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November 10, 2011

Question and Answer about the order of practice


Hi James,
hope everything is good with you. I just wanted to ask you in all your years of training, have you found there is a particular sequence that is best to do the exercises in order to extract maximum benefit? For example, doing supplementary practices [walking,trees] followed straight away by sitting, or the other way round.
Would apreciate any advice you could give me in order to gain the most benefit from the practice.

this is not an easy question.

Basically one practices the 'spontaneous dao', meaning that through time and training one should spontaneously simply do the appropriate thing at every moment.

This can however be a 'very slippery slope' since we are easily fooled by the human mind into doing things that are really just a product of desire and are nowhere near the real spontanaity of the true dao.

So, sitting practice immediately after tree practice in the evening is very effective. The balancing effect of pin heng gong can help make quiet sitting more true and effective (ie less forced).

Walking practice is effectively 'building the furnace' and should be followed by nourishment and rest. ( As we did at the retreat, followed by the morning sitting )

I have not been able to really tell from my recording whether Master Wang followed different methods in the morning and evening sittings, so I cannot advise there.
I use a method of study where I read the taoist classics for inspiration and focusing, followed by sitting practice. There are a number I find particularily effective.
Thomas Cleary's 'The Inner Teachings of Taoism' (in Chinese is called 'Four Hundred Words on the Gold Elixir') as well as his 'The Secret of the Golden Flower' and his badly titled IMO 'Practical Taoism' are all excellent. I really like Eva Wongs' 'The Tao of health, Longevity and Immortality', a translation of the 'Chung-Lu ch'uan-tao chi' or 'The Teaching of Chung and Lu'. This is a core text of the Northern Branch of the Complete Reality School, of which the Longmen Dao, Master wang's sect is the primary existing line.

All that being said I will repeat here my mantra about the Living Midnight, you have probably heard this from me before.

The most important issue of all in effectiveness and making real progress is familiarity and use of what is termed in the classics as the 'living midnight'.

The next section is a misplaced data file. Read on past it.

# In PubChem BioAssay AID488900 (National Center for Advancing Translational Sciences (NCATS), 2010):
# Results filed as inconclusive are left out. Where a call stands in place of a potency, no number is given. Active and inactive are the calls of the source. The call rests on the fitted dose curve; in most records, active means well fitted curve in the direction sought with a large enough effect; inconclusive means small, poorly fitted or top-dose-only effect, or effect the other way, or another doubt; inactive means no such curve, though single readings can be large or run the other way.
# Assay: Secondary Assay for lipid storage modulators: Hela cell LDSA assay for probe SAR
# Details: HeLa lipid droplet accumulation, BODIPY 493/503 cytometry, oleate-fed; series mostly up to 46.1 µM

There are two methods.

1 - During sitting, when stillness culminates in the 'song' stage (the quiet sitting part of the practice following the initial pore breathing and gathering of the shen), then energy arises spontaneously. This rises naturally in the body and there is a sensation of 'lifting off' floating up to heaven. When the floating reaches it's peak and yin commences, you 'hang' from heaven and dissolve completely, the accumulation settling in the sha tien. If you accomplish this, the remaining part of the practice (an shen tzu chio and five element circulation ) will have a living shinng character that is immistakable. Then when you plunge the spirit into the lower field you will know the spirit and energy are joined.

2 - Anytime during the day, is the spirit is settled and presence sufficient, you will 'sense' the moment of the 'living midnight' ( actually this is the 'living hour' of the shen returning. If yo are lucky to be able to sit at that moment and do the practice of 'an shen tzu chio' you will experience something like #1 above, but much stronger. The energy surges up, and you literally take off, feeling like all the body and sense are bouyant like a balloon. You can rise very high, into infinite space and literally 'touch heaven'. As that period wanes, hang from heaven by looking up through the crown and fastening your attention on the highest, while the body and all sensation dissolve into emptyness, and then emptyness itself dissolves. This is all spontanoeusand requires no thought or effort. Only 'an shen tzu chio'.
Mind resting on breath and breath resting on mind.

Posted by james at November 10, 2011 10:47 PM


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